After a flurry of activity spurred by record-low interest rates, residential mortgage activity has cooled off as interest rates and inflation have climbed.
“Refinances, which are a large part of this business, have been done away with completely,” said Michael Lopez, owner and president of Alpha Mortgage. “They’re just gone. Rates rose from the mid-twos to the low-fives.”
As of June 10, the average 30-year fixed residential mortgage rate is 5.62%, according to Forbes. Following an all-time low in December 2020, rates are now approaching a 13-year high, however, Lopez takes a more zoomed out approach when considering the fluctuations. When he first entered the industry in 1993, he said he was doing a ton of business with 18% fixed and 12.9% adjustable rates. “We are in great territory,” he said, with rates that are “still some of the lowest in history.”
“People have forgotten. They think 5% is a higher rate,” he said. “I just have a longer-term memory than that.”
In the Wilmington MSA, residential mortgage originations were down 26% year-over-year as of the first quarter, when 3,394 were initiated, according to data collected and analyzed by ATTOM. Mortgage originations peaked in the third quarter of 2005 at 5,839.
Residential refinance activity was nearly halved year-over-year, down about 47% to 1,458 originations in the first quarter in the Wilmington MSA. Though most indicators are trending downward, one measure, home-equity lending, was up 16% year-over-year, with 506 originations.
Wilmington’s activity mirrors nationwide trends, whereby tight supply and soaring inflation are limiting purchases. Trends are indicating “the nation’s decade-long housing market boom may be cooling off, including slower price growth, smaller home-seller profits and declining home affordability,” ATTOM shared in a release.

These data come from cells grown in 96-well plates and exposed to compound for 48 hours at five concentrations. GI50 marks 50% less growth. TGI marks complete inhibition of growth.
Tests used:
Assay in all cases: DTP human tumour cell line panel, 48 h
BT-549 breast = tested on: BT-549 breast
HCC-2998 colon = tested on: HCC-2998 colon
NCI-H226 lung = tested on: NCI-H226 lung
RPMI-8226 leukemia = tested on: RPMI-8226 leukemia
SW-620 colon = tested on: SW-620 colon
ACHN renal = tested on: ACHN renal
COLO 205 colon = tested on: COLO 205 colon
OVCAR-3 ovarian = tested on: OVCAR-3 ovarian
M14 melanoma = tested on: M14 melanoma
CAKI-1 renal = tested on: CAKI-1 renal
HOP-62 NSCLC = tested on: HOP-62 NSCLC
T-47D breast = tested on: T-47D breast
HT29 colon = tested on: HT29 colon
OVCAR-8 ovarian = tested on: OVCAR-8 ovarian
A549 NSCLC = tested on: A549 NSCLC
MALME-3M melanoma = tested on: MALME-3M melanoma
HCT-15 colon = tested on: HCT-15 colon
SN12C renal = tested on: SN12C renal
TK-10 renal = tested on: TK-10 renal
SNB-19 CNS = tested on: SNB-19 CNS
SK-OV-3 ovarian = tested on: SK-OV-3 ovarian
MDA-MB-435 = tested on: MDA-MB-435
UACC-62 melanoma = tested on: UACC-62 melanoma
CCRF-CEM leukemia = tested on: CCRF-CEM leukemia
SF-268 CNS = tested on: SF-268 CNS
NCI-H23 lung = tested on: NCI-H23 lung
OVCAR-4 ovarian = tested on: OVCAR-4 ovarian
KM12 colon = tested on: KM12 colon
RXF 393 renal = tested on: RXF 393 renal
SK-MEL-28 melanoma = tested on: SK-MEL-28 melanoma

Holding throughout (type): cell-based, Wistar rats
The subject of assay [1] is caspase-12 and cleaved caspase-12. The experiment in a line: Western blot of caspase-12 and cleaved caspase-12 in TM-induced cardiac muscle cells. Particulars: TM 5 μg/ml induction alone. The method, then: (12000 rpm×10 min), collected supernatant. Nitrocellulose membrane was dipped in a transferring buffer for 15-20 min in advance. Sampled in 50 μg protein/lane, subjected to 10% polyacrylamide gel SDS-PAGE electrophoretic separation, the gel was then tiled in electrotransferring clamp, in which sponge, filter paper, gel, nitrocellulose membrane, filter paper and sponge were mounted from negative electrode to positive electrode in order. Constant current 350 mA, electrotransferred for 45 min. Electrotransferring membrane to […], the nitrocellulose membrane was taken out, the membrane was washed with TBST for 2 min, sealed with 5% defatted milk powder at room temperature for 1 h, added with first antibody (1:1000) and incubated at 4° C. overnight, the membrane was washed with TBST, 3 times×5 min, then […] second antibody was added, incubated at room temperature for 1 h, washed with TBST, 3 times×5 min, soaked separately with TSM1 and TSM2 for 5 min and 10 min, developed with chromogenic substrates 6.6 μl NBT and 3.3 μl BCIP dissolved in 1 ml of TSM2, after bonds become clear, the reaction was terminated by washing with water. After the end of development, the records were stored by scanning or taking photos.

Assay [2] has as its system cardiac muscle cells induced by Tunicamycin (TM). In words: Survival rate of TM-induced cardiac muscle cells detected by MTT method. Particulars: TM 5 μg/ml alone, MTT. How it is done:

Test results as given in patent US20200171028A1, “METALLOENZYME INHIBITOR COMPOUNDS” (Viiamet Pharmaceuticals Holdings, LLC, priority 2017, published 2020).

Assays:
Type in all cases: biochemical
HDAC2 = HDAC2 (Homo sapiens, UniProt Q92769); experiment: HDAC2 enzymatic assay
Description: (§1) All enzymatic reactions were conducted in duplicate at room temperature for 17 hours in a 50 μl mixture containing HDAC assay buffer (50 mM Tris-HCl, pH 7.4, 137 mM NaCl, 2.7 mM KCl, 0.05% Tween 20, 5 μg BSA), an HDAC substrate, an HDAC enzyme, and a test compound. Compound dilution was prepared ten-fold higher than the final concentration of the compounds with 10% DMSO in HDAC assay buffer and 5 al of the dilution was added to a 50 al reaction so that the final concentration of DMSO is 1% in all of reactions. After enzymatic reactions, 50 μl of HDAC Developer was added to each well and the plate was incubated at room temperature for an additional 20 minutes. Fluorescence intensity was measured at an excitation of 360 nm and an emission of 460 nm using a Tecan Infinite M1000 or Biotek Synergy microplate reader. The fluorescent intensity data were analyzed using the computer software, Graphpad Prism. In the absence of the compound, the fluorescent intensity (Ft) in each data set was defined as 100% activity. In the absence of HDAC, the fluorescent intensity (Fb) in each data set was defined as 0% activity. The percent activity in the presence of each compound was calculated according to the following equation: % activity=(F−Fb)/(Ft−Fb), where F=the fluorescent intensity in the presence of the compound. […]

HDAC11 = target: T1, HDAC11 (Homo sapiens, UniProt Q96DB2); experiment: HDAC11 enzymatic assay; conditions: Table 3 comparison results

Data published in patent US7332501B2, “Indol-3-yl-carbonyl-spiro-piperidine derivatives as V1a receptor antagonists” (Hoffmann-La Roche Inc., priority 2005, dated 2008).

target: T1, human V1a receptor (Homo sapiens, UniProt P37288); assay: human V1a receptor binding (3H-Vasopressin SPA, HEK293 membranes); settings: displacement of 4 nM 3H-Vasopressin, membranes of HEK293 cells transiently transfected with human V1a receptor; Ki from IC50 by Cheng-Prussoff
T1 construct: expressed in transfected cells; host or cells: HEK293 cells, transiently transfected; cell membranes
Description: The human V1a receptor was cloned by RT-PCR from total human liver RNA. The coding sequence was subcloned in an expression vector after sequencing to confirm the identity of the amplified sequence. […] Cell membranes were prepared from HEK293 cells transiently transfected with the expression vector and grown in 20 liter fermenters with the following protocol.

Lopez, with a staff of 145, said he hasn’t had any layoffs as a result of reduced activity – he’s actually hiring.
Lending firms are reducing their workforces this month in the Charlotte area, per recent state layoff notices. Many national lenders are shedding their payrolls to confront the reduction in revenue and activity.
For Lopez, though refinance activity has plummeted, purchases are still flowing, he said. “We're a relationship lender so we're a little different than most of our competition,” he said.
National “call center” lenders are struggling, Lopez said, because they relied on leads that are now drying up, whereas a firm like Alpha Mortgage can depend on repeat customers. “We tend to be preferred lenders for builders and Realtors."
He said, “If your model was based upon call center refinances, you suddenly woke up one day and you had no business. It's been a very aggressive market, but now it seems to be evening out.”
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